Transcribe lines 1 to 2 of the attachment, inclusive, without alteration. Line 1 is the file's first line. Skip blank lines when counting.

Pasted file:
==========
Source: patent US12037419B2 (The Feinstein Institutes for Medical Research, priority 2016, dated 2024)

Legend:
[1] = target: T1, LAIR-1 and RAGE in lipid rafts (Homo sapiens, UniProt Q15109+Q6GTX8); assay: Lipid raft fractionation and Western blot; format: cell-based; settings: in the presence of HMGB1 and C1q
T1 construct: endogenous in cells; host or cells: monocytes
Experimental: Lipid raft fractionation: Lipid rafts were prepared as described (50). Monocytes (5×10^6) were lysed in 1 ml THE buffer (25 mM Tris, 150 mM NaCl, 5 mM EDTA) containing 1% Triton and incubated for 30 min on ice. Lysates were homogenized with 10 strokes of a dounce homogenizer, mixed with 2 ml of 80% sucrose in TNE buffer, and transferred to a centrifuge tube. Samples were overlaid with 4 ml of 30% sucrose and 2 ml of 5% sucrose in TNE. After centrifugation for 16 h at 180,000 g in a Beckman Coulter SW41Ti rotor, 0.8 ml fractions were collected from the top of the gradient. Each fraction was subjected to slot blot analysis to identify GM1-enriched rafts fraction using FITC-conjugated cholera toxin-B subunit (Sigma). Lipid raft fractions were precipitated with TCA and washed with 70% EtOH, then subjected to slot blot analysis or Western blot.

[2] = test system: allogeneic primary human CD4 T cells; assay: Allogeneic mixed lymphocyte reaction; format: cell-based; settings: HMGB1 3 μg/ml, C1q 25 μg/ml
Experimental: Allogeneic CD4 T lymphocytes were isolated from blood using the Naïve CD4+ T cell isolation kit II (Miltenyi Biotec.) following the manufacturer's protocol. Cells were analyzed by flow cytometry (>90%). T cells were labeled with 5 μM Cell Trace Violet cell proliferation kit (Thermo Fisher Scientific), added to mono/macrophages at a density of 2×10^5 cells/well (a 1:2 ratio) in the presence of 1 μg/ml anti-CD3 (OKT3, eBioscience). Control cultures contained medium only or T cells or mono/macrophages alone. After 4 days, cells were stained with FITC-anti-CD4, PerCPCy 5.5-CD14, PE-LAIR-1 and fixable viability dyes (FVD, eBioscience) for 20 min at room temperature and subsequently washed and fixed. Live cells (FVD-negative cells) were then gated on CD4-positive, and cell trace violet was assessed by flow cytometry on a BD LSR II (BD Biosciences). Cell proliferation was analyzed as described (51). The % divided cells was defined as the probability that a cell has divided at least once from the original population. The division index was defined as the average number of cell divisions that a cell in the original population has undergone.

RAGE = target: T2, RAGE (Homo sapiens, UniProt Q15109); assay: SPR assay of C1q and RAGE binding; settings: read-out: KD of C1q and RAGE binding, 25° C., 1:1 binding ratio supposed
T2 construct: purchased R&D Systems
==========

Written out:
Source: patent US12037419B2 (The Feinstein Institutes for Medical Research, priority 2016, dated 2024)

Legend: